Some investors seem to see a light at the end of this long dark energy-trading tunnel after all. Several of these beaten-down stocks, led most notably by Williams ( WMB), have rallied in recent weeks as the worst of their liquidity worries passed. In some cases the companies, by raising needed cash and posting solid operating results, have even begun to reverse a bad-news cycle that drove their once-highflying shares into the low single digits. For its part, Williams delighted investors Wednesday with upbeat profit forecasts for core segments outside its flailing energy trading unit. The stock, down more than 90% over the last year, jumped 29% as value hunters hoped to cash in on the panic caused earlier this summer by the persistent rumor that the company was headed for a massive restructuring. The rally comes even as some observers say the bigger picture continues to look ugly for the energy traders. "They gave an encouraging presentation," said John Olson, an analyst at Sanders Morris Harris who doesn't own the stock. "They're still like the Vatican -- asset-rich and cash-poor -- but it looks like they will rise and fight again."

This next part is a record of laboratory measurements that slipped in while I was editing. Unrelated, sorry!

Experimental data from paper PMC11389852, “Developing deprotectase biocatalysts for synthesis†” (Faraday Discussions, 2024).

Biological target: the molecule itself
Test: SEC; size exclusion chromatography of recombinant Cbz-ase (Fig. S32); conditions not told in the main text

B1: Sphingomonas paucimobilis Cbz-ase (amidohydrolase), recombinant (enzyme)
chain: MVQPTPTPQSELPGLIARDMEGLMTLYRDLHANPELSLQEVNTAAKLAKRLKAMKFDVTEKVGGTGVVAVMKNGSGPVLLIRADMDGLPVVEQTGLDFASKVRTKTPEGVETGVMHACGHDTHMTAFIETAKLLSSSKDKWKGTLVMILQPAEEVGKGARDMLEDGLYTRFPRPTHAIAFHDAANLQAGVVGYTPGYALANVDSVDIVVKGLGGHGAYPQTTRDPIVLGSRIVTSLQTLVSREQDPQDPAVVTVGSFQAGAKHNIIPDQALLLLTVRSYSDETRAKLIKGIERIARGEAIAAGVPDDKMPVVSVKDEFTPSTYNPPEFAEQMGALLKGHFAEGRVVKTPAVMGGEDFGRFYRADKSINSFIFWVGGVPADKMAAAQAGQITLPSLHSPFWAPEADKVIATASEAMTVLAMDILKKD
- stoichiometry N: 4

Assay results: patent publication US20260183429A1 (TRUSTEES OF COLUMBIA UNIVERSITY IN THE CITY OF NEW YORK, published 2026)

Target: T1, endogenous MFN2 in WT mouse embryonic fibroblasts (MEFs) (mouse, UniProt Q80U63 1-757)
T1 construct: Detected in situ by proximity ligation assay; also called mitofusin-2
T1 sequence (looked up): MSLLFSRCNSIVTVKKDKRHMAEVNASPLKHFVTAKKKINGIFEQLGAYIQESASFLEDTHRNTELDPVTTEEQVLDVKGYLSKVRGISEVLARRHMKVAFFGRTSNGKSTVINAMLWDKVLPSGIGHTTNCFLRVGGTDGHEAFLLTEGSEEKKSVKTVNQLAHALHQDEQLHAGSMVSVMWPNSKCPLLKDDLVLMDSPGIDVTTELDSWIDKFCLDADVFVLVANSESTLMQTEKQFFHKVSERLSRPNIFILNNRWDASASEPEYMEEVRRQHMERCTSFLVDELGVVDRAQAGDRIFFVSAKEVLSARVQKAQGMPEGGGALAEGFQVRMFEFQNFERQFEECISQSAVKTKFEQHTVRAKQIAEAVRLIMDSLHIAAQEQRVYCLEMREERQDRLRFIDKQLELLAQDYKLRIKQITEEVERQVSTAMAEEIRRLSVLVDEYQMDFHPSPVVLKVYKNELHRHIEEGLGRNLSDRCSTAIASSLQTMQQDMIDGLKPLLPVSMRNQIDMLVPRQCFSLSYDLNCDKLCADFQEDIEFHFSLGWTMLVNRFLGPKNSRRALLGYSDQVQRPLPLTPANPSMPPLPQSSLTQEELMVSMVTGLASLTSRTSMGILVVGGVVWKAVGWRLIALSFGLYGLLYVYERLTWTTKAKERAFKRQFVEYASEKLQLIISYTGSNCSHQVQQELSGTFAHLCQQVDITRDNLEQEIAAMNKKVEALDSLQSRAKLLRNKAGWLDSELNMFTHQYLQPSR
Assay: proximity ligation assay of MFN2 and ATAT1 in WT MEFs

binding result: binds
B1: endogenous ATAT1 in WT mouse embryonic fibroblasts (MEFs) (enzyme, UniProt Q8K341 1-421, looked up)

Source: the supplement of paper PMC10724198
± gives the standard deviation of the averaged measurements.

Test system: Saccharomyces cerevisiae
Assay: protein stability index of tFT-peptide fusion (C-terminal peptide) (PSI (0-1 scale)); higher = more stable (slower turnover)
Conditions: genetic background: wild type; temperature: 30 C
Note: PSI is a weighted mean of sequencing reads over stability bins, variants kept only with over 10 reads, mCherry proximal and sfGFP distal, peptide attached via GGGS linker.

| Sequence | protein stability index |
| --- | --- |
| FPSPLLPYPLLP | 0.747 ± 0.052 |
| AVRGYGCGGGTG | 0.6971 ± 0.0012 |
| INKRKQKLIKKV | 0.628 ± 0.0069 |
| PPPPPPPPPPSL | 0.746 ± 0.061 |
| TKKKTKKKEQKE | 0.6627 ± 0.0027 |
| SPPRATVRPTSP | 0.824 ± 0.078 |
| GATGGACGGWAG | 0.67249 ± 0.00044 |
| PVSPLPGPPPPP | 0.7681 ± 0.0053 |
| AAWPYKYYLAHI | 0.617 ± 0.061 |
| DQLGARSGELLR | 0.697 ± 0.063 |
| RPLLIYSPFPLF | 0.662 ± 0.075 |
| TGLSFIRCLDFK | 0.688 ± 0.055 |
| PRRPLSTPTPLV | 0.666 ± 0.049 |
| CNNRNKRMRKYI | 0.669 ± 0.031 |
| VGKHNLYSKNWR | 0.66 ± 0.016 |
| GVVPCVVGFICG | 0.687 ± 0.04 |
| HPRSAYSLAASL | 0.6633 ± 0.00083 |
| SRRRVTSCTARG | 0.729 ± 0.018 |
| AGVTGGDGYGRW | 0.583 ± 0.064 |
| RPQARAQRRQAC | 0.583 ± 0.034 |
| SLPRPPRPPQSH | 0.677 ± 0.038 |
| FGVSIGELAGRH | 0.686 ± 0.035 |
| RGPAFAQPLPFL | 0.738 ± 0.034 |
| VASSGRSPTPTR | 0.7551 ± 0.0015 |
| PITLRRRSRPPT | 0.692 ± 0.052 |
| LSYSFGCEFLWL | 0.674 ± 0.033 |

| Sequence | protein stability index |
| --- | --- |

The filing showed that Williams pledged virtually all of its midstream natural gas and liquids assets to secure a $1.1 billion credit facility provided by Citigroup ( C). The company had earlier disclosed that its valuable Barrett Resources assets, purchased for this year for $2.8 billion, are securing a $900 million credit line provided by Lehman Brothers and a unit of Warren Buffett-led Berkshire Hathaway ( BRKA). "I think this company has pledged more than a college student who's sworn allegiance to the flag every day from the first grade on," said Fredric E. Russell, whose Tulsa investment firm owns nearly 200,000 shares of the stock. Russell has long voiced criticism about Williams, saying the company is unresponsive to shareholders and unwilling to own up to its mistakes. Williams needs to address these matters, Russell said, if it hopes to win back the market and fuel the current rally. "Nothing would please investors more than for Williams to work diligently to be crystal clear in its press releases and its numbers and stop blaming the media for all of its problems," he said.